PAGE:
It’s the (not so) Little Things

It's the (not so) Little Things, blog post by Aspasia S. Bissas. aspasiasbissas.com. Houseplants, garden, gardening, calamondin orange, citrus trees. Photo by Scott Morrison
Photo by Scott Morrison

Sometimes you don’t realize how much you need something until you get it. In my case what I needed was a happier plant.

My calamondin orange was suffering in a too-small pot for far too long. I kept putting off re-potting, wanting to do it after we moved, but since that’s taking longer than anticipated I finally decided to take care of the plant now.

After transferring it to a bigger pot, pruning, and staking it, I was tired, but also feeling accomplished. It was like a weight had been lifted. Giving the plant what it needed made me feel good. I highly recommend it.

I also discovered that my once-tiny houseplant has gotten huge! It really wasn’t obvious until I was finished and took a step back. How dwarf is a dwarf citrus tree anyway?

It's the (not so) Little Things, blog post by Aspasia S. Bissas. aspasiasbissas.com. Houseplants, garden, gardening, calamondin orange, citrus trees. Photo by Scott Morrison
Photo by Scott Morrison

By the way, you can use calamondin oranges to make cake, juice (aka Filipino lemonade), or– if you’re like my SO (who also snacks on lemons)– you can eat them straight off the branch, rind included.

What little thing has lifted your spirits lately? Share in the comments…

My character Mara loves plants too. She’s also a vampire. Download my books and find out more…

Aspasia S. Bissas books: Love Lies Bleeding, Blood Magic, Tooth & Claw, book, books, free book, free books, freebies, freebie, free ebook, free ebooks, vampire, vampires, dark fantasy, dark romance, historical fiction, gothic fiction, gothic fantasy, urban fantasy, paranormal, supernatural, horror, dark reads, indie author, indie fiction, strong female protagonist, aspasiasbissas.com

Love Lies Bleeding: Smashwords, Barnes & Noble, Kobo, Apple Books
FREE Blood Magic: Smashwords, Barnes & Noble, Kobo, Apple Books
FREE Tooth & Claw: Smashwords, Barnes & Noble, Kobo, Apple Books

If you prefer paperback, use this link to order Love Lies Bleeding from Bookshop – a portion of each sale goes directly to independent bookstores, as well as to myself. Thank you for supporting indie! ♥

Cheers,

Aspasía S. Bissas

🧿

Vampire’s Garden: Queen Anne’s Lace

By Christian Fischer, CC BY-SA 3.0, https://commons.wikimedia.org/w/index.php?curid=15779192

Love Lies Bleeding‘s readers know that main character Mara is both a vampire and a botanist. Trained when she was still human, she continues to study plants and have a garden. This post is thirteenth in a series exploring Mara’s plants. Are you interested in botany, gardening, or plant lore? So are some vampires…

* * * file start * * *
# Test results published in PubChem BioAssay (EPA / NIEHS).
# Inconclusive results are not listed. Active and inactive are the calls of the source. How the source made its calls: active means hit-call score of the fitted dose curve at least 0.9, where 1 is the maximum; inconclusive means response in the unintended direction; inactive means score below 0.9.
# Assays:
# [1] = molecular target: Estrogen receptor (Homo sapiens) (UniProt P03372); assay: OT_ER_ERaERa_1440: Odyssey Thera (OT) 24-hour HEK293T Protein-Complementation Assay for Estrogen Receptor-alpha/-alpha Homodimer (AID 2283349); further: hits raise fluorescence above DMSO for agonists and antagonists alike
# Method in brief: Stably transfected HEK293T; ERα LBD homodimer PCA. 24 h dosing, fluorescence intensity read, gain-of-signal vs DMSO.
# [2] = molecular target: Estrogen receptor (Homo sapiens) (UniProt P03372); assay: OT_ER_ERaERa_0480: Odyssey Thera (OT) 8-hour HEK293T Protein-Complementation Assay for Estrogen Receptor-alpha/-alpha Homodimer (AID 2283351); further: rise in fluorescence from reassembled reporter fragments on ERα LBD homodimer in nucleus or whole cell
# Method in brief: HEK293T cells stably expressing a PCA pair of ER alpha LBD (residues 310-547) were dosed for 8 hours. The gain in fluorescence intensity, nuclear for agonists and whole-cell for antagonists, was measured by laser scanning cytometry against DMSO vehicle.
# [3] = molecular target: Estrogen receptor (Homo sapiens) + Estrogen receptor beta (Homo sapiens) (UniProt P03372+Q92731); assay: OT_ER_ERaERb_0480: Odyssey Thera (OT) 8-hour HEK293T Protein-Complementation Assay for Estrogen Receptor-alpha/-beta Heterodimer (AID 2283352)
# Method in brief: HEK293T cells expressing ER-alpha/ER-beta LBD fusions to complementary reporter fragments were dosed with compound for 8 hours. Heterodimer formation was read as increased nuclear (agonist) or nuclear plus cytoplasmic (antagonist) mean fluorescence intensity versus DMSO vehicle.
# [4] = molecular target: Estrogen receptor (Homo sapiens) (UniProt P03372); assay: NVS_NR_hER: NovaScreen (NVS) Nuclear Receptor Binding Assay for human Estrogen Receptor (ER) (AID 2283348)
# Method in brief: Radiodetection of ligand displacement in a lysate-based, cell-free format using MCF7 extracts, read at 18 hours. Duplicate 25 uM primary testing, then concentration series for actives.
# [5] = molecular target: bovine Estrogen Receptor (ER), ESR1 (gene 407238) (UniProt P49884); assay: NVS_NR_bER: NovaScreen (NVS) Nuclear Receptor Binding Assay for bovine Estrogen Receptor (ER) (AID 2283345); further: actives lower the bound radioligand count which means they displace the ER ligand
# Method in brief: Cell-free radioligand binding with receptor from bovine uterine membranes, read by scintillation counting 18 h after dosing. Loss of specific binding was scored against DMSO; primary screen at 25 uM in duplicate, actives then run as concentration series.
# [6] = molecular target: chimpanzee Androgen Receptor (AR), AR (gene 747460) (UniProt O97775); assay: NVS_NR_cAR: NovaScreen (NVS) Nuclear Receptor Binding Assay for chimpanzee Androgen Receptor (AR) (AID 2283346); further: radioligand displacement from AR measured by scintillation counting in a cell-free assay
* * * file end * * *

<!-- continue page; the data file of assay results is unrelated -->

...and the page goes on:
Please note: Medicinal uses are given for informational purposes only. Always consult a medical professional before diagnosing or treating yourself or anyone else.

Warning: Poison Hemlock (Conium maculatum), Water Hemlock (Cicuta douglasii), and Fool’s Parsley (Aethusa cynapium) are toxic plants that can easily be mistaken for Queen Anne’s Lace. Don’t harvest wild QAL unless you are absolutely sure you have the right plant!

From Wikipedia: D. carota is distinguished by a mix of tripinnate leaves, fine hairs on its solid green stems and on its leaves, a root that smells like carrots, and occasionally a single dark red flower in the center of the umbel.[9] Hemlock is also different in tending to have purple mottling on its stems, which also lack the hairiness of the plain green Queen Anne’s lace (wild carrot) stems.

Botanical Name: Daucus carota

Common Names: wild carrot, bishop’s lace, bird’s nest weed, lace flower, devil’s plague, bee’s nest

History: Native to temperate Europe and southwest Asia, and naturalized in North America, Australia and New Zealand, Queen Anne’s Lace is the wild form of the carrots in your vegetable drawer. The white flower clusters sometimes have a dark red or purple floret in the centre, which inspired the name Queen Anne’s Lace. The dark spot is said to be a drop of Queen Anne’s* blood, a result of pricking her finger as she was making lace (the spot actually serves to attract insects). Queen Anne’s Lace has been used as a food throughout history: the roots have been eaten as a cooked vegetable, and thanks to its high sugar content it has even been used to sweeten other foods. In England it was once believed that the dark floret could cure epilepsy. First Nations peoples used the plant medicinally to treat blood disorders, skin conditions, and diabetes (please do not try this at home).

*The Queen Anne in question could be Queen Anne of England (wife of James I), Anne of Denmark, or even Anne Boleyn.

Victorian Language of Flowers Meaning: Sanctuary